Recently I had a client with a Windows 10 computer that would power on, but it wouldn’t boot all the way into the Windows operating system. Sometimes Windows will run self-diagnosis and repair the problem and reboot. But what if you reboot, and it just keeps coming up to the same error screen? That’s when you need a Windows 10 recovery drive.
If you aren’t sure what I’m talking about with that bootup error screen, here’s what it might look like:
Of course, the one you might see may not look exactly like that. Especially the error code, since there are lots of different ones. But what this type of error message means is that without some type of repair, the computer won’t be able to boot into the Windows 10 operating system.
Unless… unless you have a Windows 10 recovery drive.
Here’s the catch – if you see that error screen and you haven’t created your recovery drive, it’s too late to create one using this computer (though you could go to a different Windows 10 computer and create one). So the best time to create one of these is right now, while your Windows 10 computer is booting up and working properly.
You only need two things to create this recovery drive – your working Windows 10 computer, and a flash drive. One of these:
A 16 gb flash drive should be plenty big enough (here’s a 16gb flash drive on Amazon). Even 8 gb would probably be okay. That is, unless you’re going to back up the system files from your computer to the flash drive (that might sound complicated but it’s just a matter of checking a box – you’ll see in the process below). If you want to do that, you should probably get a 32 gb flash drive (here’s a 32gb flash drive on Amazon).
Keep in mind, you may not be creating this recovery drive with plans to use it yourself. You might not know how to get your computer to boot up to a flash drive, and you might not know how to use it once it is booted up. That doesn’t matter – even if you see that error code and have your computer tech come over to fix it, it will be a help to him if you have this recovery drive already created. Or if you have everyone over to your house for Thanksgiving dinner and your computer gives this error message, there’s a chance that one of your family members might know enough about computers to use this recovery drive and solve the problem.
Here’s how to create the Windows 10 Recovery Drive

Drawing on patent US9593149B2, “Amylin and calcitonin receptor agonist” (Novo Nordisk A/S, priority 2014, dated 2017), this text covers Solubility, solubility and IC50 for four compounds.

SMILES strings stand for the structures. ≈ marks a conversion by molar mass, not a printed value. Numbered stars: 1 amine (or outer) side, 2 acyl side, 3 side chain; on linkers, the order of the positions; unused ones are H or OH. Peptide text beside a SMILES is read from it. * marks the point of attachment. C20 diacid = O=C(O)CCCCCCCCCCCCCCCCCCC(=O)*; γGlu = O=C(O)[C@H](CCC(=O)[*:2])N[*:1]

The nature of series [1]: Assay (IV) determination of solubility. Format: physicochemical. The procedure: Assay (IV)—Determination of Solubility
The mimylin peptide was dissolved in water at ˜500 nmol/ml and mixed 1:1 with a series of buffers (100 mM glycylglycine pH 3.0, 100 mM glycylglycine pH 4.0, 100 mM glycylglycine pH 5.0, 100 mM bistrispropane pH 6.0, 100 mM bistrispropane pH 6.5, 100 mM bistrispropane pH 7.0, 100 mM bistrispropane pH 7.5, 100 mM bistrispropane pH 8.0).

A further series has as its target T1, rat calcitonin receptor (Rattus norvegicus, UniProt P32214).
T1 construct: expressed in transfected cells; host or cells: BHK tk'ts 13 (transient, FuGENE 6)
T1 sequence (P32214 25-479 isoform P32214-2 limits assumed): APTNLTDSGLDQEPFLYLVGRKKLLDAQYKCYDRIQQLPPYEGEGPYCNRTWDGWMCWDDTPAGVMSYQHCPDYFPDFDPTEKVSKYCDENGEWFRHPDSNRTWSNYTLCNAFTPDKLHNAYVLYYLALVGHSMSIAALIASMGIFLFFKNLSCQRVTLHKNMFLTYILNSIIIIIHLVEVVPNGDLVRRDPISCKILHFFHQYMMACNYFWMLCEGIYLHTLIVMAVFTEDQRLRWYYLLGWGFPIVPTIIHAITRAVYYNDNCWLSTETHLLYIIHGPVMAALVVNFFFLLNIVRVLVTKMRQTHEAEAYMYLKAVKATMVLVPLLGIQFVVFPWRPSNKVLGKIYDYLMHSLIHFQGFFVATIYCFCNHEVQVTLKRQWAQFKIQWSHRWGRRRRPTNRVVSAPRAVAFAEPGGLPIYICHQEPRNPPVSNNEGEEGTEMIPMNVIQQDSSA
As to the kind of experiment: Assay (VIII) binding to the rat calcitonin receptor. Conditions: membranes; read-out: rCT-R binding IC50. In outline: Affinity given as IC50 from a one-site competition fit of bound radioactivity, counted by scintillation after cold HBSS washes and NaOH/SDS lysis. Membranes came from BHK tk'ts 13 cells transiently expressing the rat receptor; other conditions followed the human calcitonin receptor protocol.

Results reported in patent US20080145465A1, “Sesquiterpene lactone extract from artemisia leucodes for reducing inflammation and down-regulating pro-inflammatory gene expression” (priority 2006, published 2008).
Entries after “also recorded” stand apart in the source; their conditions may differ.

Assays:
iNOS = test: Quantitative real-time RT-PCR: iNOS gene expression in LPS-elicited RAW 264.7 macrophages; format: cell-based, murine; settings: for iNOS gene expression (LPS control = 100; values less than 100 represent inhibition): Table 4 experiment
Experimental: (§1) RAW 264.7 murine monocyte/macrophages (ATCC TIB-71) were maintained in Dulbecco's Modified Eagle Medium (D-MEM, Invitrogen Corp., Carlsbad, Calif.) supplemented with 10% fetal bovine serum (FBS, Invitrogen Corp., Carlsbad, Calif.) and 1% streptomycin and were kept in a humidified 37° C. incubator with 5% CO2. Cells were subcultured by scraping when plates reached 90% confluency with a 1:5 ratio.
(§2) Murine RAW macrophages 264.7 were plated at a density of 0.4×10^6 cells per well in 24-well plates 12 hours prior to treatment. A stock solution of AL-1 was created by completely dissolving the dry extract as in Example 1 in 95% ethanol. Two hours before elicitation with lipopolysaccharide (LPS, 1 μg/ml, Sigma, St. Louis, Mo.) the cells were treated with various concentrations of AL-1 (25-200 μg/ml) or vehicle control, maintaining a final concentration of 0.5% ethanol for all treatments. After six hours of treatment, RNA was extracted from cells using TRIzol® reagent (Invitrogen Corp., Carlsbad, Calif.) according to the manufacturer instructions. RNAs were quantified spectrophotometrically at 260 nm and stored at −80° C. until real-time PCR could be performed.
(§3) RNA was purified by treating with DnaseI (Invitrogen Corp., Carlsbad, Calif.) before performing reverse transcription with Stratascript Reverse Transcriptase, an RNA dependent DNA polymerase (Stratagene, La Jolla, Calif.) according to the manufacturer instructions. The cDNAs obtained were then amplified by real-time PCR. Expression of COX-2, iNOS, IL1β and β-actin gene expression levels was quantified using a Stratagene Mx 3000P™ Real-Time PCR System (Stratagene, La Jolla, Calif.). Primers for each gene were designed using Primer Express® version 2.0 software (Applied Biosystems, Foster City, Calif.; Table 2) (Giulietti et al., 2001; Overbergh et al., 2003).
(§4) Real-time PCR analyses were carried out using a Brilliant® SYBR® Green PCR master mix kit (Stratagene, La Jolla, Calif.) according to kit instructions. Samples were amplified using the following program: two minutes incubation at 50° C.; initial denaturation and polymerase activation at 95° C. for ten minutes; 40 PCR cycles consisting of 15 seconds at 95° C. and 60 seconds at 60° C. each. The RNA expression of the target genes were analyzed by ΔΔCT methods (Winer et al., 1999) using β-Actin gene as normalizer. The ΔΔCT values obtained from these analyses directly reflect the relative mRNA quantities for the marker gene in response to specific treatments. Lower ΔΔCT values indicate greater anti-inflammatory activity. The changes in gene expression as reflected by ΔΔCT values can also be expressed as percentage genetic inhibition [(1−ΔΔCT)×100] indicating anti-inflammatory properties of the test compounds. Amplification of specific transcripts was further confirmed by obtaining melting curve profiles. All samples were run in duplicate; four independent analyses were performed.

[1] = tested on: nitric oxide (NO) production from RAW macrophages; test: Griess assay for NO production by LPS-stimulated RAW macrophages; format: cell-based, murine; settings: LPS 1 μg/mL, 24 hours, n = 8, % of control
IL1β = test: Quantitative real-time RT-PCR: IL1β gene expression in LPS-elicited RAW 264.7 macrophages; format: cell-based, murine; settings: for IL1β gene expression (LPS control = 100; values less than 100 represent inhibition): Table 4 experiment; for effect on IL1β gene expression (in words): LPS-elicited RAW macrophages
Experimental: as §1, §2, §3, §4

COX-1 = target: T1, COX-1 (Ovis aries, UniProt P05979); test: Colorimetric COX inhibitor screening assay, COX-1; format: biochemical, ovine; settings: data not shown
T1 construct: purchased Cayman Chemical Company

1. Insert your flash drive into a USB port, and once it is recognized, note what drive letter gets assigned to it (such as drive E, drive F, etc.).
2. In the search field (lower left area of the screen), type: recovery drive. It will come up in the search results:
3. Now you’ll see the window where you’ll actually start the process to create the recovery drive. Either check the box or don’t check it, and click Next.
(If you don’t choose to back up the system files to the recovery drive, that’s fine. Without the system files, you can still repair Windows with this recovery drive. The advantage of having the system files copied to the recovery drive is that you can then actually reinstall Windows from that flash drive if you ever needed to. As I mentioned earlier, if you opt for that, it will take more space on the flash drive so you’ll need a bigger one. If the one you have isn’t big enough, you’ll get an alert about that.)
4. Now you wait for a few seconds while your computer looks for your flash drive
5. Now it finds the flash drive (and maybe some other drives you might have connected). Choose the flash drive and make sure there’s nothing important on there, because whatever is on there will be wiped out when the recovery drive creation process kicks in. Then click Next.
6. You’ll get another warning about all of the files on the flash drive being deleted, then click Create:
7. You’ll see the progress bar as the Recovery Drive is created on your flash drive:
This will take several minutes. Go walk your dog, or just walk yourself to take a break from the computer for a bit. Might take maybe 15 minutes (just a rough guess). When you come back, you’ll see that it’s all done:
Now just label that drive as “Windows 10 recovery drive” and keep it in a safe place, where you can access it easily. But hopefully you’ll never need it!